Basing its vintage tone signature on the original Tremster, the T-Rex Tapster add tap-tempo functionality—just the thing for varying the tremolo rate in a hands-free setting. The control layout here is simplified—three rotary knobs instead of the usual four—and it makes employing the Tapster a more visceral, performance-oriented experience. Set the Rate (speed, or frequency, of the trem), Depth (how intense, or the difference between the loudest and softest parts of the signal), and Volume for each song. Then you just step on the On/Off switch to bring the effect in and out. The Tap switch determines the tempo based on any two foot taps by the player. All of that is fairly standard on a tremolo pedal, and the Tapster employs them with straightforward logic and intelligence.
What is not standard, and a welcome plus, is the employments of a rhythmic subdivision mode, in the form of a three-way toggle switch. This determines whether the repeats are in quarter notes (one repeat per beat, or foot tap), eighth notes (two per tap), or eighth note triplets (three per tap). Shorter rhythms, such as 16th notes or 16-note triplets, can be obtained simply by tapping the switch twice per beat. I wish the Tapster, being a guitar pedal, included the dotted-eighth subdivision, which would allow for the famous “cascade” effect made popular by Van Halen, Albert Lee, and others. But having rhythmic subdivisions in a compact pedal format is as welcome as it is unusual, allowing for complex arpeggio and percussive patterns in your music.
I believe tremolo is under-utilized by guitarists, and the Tapster—with its musical tone—should be tried and heard by all guitarists looking for a new arrow in their modulation quiver. Setting the Depth at about 11:00 and the Rate at about 2:00 produces a warm, Leslie-like sound, owing to the Tapster’s lushly vintage processing. Turn up the Depth to about 1:00 and employ the Tap Tempo switch to give any rhythm guitar parts or sustained pads more motion, whether you seek a subtle pulsating or driving arpeggiation.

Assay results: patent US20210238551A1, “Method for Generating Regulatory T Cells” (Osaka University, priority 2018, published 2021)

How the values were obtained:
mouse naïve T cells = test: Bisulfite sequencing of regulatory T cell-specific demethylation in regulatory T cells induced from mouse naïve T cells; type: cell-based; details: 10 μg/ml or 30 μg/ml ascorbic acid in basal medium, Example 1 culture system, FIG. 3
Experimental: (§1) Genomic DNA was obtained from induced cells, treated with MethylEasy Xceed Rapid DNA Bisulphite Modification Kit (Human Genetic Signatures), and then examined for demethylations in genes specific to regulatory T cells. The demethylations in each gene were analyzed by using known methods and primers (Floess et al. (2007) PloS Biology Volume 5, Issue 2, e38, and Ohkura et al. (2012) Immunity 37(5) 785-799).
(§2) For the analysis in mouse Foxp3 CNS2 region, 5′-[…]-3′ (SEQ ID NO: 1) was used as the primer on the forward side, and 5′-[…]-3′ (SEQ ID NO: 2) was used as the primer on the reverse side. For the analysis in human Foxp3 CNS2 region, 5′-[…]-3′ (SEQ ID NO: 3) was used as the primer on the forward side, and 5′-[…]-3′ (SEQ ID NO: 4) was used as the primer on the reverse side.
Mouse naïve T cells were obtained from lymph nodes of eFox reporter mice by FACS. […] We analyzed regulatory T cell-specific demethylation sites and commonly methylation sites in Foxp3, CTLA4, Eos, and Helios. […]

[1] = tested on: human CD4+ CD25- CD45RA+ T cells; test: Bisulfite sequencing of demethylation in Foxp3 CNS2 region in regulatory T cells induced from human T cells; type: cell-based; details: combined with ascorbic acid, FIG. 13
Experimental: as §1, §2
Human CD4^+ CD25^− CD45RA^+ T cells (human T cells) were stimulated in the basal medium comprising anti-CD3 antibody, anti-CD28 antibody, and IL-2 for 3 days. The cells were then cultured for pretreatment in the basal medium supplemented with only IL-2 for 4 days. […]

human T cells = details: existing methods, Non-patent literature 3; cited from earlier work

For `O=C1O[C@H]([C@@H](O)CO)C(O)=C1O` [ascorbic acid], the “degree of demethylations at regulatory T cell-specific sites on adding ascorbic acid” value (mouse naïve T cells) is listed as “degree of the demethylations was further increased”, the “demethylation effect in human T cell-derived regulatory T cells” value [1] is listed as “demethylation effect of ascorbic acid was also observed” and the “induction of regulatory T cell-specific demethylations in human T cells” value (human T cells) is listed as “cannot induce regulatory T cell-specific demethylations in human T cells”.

For a dual-distortion pedal, the Mean Machine is as about as straightforward as it gets in its controls: Two vertically oriented channels with three parameters each: Level, Drive, and Tone. The top-to-bottom arrangement makes perfect sense (it’s easiest to change the top-most Level control with a toe, if necessary, which is exactly right), and each distortion circuit has its own footswitch. The channels are mutually exclusive, which means you can have either Channel 1 active or Channel 2 active, but not both. Stepping on a bypassed channel while the other is active immediately switches to the new channel, allowing for instantaneous transitions between channels (as well as instant on/off for either of the two channels). The tone controls double as LED status light.
Tone quality in a distortion pedal is largely subjective, but a good clue here is found in the name itself: Mean Machine. This box is definitely voiced toward the harder edge of music, even when its controls are set mid-way. With Drive at about 11:00 or 12:00 and the Tone to anywhere below 12:00, you get a nice throaty sound that’s perfect for power chords and single-note riffs in the low register. Moving the Drive and Tone past 12:00, there’s plenty of increased grit, but with enough definition in three- and four-note chords to hear the middle voices speak clearly. Crank the Drive, put the Tone to about 2:00 or 3:00, and you’ve got that more modern triple rectifier sound for searing lead work. No matter how radically I separated the two channels in their settings, a certain organic quality tied them together. This made transitions—both sonically and from a performance aspect very smooth—and it usually meant my amp settings could be set-and-forget. It meant I could derive everything from bluesy rhythm crunch to face-melting leads with just the settings on the Mean Machine.
T-Rex’s top priority is delivering excellent sound, in a way that is both classic and new. In this new series, the sounds retain their excellent signature, but are packaged in novel and musical ways, all in a useful and compact format. Use any one of the Duck Tail, Room-Mate Junior, Tapster, and Mean Machine and you’ll augment your sound. But when used in combination, you get the benefit of a consistent interface across multiple pedals, and the cumulative effect of the T-Rex sound, which is well more than the sum of its parts.
Jon Chappell is a guitarist and the Senior Editor of Harmony Central He has contributed numerous musical pieces to film and TV, including Northern Exposure, Walker, Texas Ranger, All My Children, and the feature film Bleeding Hearts, directed by actor-dancer Gregory Hines. He is the author of The Recording Guitarist: A Guide for Home and Studio (Hal Leonard), Essential Scales & Modes (Backbeat Books), and Build Your Own PC Recording Studio (McGraw-Hill), and has written six books in the popular For Dummies series (Wiley Publishing).